Jen Sinkler prefers actively planning her lifting routines to incorporate cardio conditioning, rather than splitting out cardio and lifting, and she has developed a host of circuits to help others get this all-around benefit, too. Similarly, cardio athletes (like me!) who choose heavily resistance-oriented sports like rowing and swimming combine our enjoyment of cardio with a great full-body strength workout.
Please stop saying “No cardio, just lifting!”
Trainers who focus on resistance training like to use this as a sales pitch. Sometimes they even claim that cardio is harmful, but the more honest among them simply say, hey, cardio is not for everyone (and I’ll get to that later), so we’re just going to lift, because it’s just as good.
Here is the reality: when lifting is just as good as “cardio” for overall health, it’s because it includes cardio.
A good cardio (aerobic) base is, like a good strength base, essential to good human health. Both contribute to various aspects of health: respiratory health, hormonal balance, blood sugar stability, sleep regulation, bone density, mood regulation, and of course heart health — because who cares how good your nutrition is if your heart can’t pump the nutrients through your body?
How do you know you’re doing cardio? Listen to your heart. The aerobic exercise “zone” is estimated to be about 75% of your maximum heart rate, so roughly 140ish for many people. That’s a good place to be for healthful exercise, and roughly the level of effort where you can pass “the talk test” — have a conversation while exercising. You also get health benefit from any level of exercise around 100 heartbeats per minute or more. So wear a heart rate monitor and see what your average heart rate is during an activity you like to do for a half hour or so — like walking or a weights session at the gym. If it averages over 100, you’re doing cardio.
Some trainers will say, “I’m not talking about that! I’m talking about endless hours on the treadmill or elliptical! That’s cardio!” Look, I get it — you don’t enjoy that. I don’t either, for what it’s worth. But you don’t get to make a pile of things you don’t enjoy and call it “cardio.” Because cardio already means something. And not what its detractors say it means — which generally boils down to ineffective training combined with poor nutrition.
Triathletes and ultra-distance athletes, the ultimate cardio athletes, don’t just lean on treadmill rails for a half hour, read the machine’s calories-burned count, and go to Starbucks. And, no matter how much (or little) time you spend on exercise, neither should you. Mix it up — alternate a little faster and a little slower — and use your balance. Try different machines, if you like machines, or walk more during the day. Take a strength-training class. Heck, do a little bit of all of it. If you’re not a competitive athlete, the exact workout you do is much less important than being active — regularly — and being attentive to what you’re doing while you’re exercising. And eat right — that means protein, vitamin-rich foods, and enough. Undereating just leaves you run down, and tears down the important tissues you need for health.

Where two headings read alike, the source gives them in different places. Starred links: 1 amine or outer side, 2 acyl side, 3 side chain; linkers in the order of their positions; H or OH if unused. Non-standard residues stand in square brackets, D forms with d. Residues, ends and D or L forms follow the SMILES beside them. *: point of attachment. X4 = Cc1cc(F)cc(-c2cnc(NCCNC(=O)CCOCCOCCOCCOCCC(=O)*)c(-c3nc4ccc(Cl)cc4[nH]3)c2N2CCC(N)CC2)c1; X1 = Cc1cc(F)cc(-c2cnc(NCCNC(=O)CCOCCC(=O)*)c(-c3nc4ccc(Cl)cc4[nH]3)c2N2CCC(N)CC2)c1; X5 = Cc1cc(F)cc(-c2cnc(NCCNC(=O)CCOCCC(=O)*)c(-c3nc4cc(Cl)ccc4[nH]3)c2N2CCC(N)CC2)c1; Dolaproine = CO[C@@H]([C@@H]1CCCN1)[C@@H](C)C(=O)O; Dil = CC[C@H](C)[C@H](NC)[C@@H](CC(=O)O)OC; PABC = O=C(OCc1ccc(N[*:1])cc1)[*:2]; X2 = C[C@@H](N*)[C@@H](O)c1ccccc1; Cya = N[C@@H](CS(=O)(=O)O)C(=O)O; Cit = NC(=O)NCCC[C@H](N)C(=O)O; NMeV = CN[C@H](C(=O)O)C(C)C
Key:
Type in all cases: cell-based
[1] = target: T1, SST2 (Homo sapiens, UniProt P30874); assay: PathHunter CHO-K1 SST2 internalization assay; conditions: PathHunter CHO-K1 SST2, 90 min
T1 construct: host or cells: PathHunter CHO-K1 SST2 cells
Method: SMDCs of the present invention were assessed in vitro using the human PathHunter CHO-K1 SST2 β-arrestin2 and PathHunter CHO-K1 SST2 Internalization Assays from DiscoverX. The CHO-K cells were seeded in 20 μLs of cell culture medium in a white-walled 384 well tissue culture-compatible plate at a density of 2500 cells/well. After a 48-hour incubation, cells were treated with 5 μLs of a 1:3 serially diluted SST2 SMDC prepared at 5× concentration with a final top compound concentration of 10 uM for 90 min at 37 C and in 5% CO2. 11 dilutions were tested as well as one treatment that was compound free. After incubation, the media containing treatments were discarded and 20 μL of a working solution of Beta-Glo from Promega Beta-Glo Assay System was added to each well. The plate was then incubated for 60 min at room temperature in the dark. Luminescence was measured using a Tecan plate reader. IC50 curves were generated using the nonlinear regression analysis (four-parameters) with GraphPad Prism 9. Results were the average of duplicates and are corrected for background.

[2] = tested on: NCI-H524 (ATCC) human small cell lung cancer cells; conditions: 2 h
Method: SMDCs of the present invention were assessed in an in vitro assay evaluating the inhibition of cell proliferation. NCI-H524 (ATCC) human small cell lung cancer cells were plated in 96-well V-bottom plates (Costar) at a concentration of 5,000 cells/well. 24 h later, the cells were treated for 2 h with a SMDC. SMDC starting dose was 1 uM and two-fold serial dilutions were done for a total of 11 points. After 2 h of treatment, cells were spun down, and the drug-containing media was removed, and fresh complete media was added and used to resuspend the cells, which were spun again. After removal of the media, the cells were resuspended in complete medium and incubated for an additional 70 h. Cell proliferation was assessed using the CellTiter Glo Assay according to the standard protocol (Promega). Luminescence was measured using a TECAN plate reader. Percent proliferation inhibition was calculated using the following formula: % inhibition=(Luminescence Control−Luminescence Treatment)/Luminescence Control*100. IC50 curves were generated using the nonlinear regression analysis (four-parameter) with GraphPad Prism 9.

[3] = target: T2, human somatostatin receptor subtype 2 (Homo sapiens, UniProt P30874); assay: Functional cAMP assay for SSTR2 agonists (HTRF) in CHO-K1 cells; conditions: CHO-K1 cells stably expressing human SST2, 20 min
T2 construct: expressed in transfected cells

Here are some examples of cardio:
- Rowing (sport or just in a rowboat)
- Climbing stairs
- Flipping tires
- Martial arts, from fencing to MMA
- A brisk lifting session in any strength disclipine
- Scrubbing floors
- Shoveling snow
- Sled drags and sled pushes
- Skate-, surf-, snow-, or wakeboarding
- Table tennis
Don’t like running? Don’t run. Hate the elliptical? Don’t even look at it. Hate cardio? I doubt it. Almost every person I’ve heard say they “hate cardio” has also said — sometimes in the very same breath — that they love a good hard workout. And that’s cardio.
There is one thing that the more traditional cardio activities will do much better than just lifting weights faster (or with better management of rests), and that’s make you good at cardio activities. You won’t come away with from a brisk, athletic lifting-only program being able to run a fast mile or run for a half an hour straight. (Same way doing some basic strength training won’t turn you into a powerlifter.) This seems like a non-issue to me, but you will hear a lot of people list benchmarks like that as “what it means to be fit.” They’re wrong, too. That’s a particular form of performance, but basic fitness is really basic, and is not really defined by numbers of pushups, percent of bodyweight lifted on a barbell, or 3-mi run time. Advanced fitness is like any other kind of advanced example of something that fits well or is fitting: dependent on the context.
Basic strength and basic cardio conditioning are a foundation for health and for training performance, and it’s OK to prefer one and be “just OK” at the other. I sometimes wonder if that’s part of the sticking point for “no cardio, just lifting!” advocates — so many of them act as if every exercise has to count and has to be focused on a goal of excellence or at least progress, and they can’t tolerate the idea of doing something they aren’t good at and don’t want to take the time to be good at. So I’d like to offer another piece of advice that has been helpful to people training athletics for ages: leave your ego at the door.
It’s OK to have fun. It’s OK to do stuff you’re not great at. It’s important to eat your vegetables, and it’s even better if you can find vegetables — or recipes for them — that you really, deeply enjoy.
So how about a new pitch? One that has the advantage of reassuring people interested in strength training, that is not actually insulting to perfectly enjoyable other sports, and that, you know, describes what you’re offering? Get a great full-body workout with barbells! Or kettlebells, or whatever. It’s not that hard to just sell what you’re selling — instead of going out of your way to tear down something else.